One of the foundations of developing Inter-Cultural Intelligence is the willingness and ability to developing yourself as an Inter-Cultural Learner. Regardless of your level of experience and the number of years you have been working with Inter-Cultural Intelligence, we all continue to learn and must be committed to this long-term. Every intercultural engagement is unique and the cultural fabric of teams, organizations, cities, countries is reshaping all the time, therefore we must be ready to engage that process ‘in the moment’! This requires us to show curiosity and interest in diversity, and use our culture acquisition skills to engage effectively with people, places, and topics.
Initially our ability to learn will typically kick in ‘after the fact’. If something did not work out the way we had hoped, we need to create moments to reflect and revisit the situation. This will allow us to articulate ways we can do better next time. The more we practice this type of reflection, the more we will find ourselves reflecting ‘in the moment’. The ability to reflect in the moment grows over time and becomes a ‘second script’ that starts to run quietly and powerfully in the background. It allows us to be both a participant and an observer of the conversation at the same time. At KnowledgeWorkx we have developed a structured way of doing this so that you can fast-track your learning cycle, we call it the “Intercultural Critical Incident Analysis Framework”. It is a simple but powerful reflection method based on 6 questions. We don’t just use it for situations where we have messed up, it is a structured way to reflect on our successes and our failures.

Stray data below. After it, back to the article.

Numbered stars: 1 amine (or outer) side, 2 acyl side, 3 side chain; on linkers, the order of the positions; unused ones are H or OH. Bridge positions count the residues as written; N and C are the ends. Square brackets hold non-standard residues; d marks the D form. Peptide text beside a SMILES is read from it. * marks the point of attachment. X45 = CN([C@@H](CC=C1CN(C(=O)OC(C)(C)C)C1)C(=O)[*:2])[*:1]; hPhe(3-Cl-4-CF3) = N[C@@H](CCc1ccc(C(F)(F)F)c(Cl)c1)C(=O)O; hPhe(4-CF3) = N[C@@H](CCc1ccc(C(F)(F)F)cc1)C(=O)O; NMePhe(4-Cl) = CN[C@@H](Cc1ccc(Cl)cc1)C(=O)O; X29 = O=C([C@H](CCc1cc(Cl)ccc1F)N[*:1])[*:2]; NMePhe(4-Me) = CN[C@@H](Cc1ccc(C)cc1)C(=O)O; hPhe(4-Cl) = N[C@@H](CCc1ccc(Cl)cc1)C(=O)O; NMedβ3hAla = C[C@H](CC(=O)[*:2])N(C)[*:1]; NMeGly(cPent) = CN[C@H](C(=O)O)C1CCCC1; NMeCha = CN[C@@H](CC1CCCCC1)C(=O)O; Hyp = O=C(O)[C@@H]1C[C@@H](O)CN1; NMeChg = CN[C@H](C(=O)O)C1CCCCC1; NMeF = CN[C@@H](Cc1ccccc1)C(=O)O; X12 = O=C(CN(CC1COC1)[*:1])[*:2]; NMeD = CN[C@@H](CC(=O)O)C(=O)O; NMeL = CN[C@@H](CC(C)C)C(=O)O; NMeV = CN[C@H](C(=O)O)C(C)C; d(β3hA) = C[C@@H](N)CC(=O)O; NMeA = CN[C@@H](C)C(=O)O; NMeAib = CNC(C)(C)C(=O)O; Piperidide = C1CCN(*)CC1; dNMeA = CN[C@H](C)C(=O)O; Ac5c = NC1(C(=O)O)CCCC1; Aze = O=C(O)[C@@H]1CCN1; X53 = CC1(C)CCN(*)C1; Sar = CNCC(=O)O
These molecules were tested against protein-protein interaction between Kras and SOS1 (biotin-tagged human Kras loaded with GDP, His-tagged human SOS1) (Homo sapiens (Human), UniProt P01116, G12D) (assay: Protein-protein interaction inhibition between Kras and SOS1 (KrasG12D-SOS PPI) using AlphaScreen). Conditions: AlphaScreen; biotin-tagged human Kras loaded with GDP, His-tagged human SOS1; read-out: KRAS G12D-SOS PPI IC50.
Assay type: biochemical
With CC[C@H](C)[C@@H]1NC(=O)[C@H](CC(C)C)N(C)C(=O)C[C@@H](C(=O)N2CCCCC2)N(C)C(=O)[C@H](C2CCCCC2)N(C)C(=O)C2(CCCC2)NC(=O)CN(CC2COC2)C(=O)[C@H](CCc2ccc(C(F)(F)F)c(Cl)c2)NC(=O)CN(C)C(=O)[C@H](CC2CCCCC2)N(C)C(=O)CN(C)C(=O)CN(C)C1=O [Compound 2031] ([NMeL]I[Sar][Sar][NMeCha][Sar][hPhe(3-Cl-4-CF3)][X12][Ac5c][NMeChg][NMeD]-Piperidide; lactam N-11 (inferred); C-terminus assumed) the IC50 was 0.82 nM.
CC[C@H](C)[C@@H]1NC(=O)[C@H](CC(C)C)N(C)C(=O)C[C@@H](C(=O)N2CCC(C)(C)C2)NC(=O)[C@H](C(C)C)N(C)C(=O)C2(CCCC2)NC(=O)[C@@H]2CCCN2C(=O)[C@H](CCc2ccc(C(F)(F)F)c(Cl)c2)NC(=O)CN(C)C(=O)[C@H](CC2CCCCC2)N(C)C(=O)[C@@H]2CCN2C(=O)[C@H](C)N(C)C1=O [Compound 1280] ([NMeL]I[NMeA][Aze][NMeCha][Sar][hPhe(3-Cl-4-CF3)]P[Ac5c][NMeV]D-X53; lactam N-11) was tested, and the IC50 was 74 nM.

M3.6) Commitment to Excellence in Communication
Inter-Cultural Intelligence Practitioners know that resonant intercultural communication is focused on ‘triggering appropriate responses’. It is not my own what/how/why that is at the center of the conversation, it is how the other people involved in the conversation are responding. Our learning curve becomes healthier if we take ownership of the responses we trigger. This is not to say that you fully control the responses you trigger, neither is it to say that you should ‘beat yourself up’ and dwell too long on all the situations where you triggered an unhelpful response. Taking ownership of the response you trigger results in humble reflection to ask yourself the question: “What can I do next time to increase the likelihood of triggering a more helpful response?” In the background of this mindset is a variety of communication styles and modalities. Some of this has to do with personality, other components of communication have to do with our cultural preferences. (e.g. direct and indirect communication, how we reveal or conceal emotions and how appropriate it is to connect ourselves emotionally to the content of the conversation (attached <> detached). To succeed in navigating the third meta-competency we need to have an ongoing commitment to shine the cultural as well as the personality/psychology spotlight on the process of communication.
In the last three articles we have unpacked the inside-out approach of developing Inter-Cultural Intelligence through the Three Meta-Competencies of ICI. We recognize that this is an exciting life-long journey and is both challenging and incredibly enriching.
Check out more articles on our KnowledgeWorkx Resource page.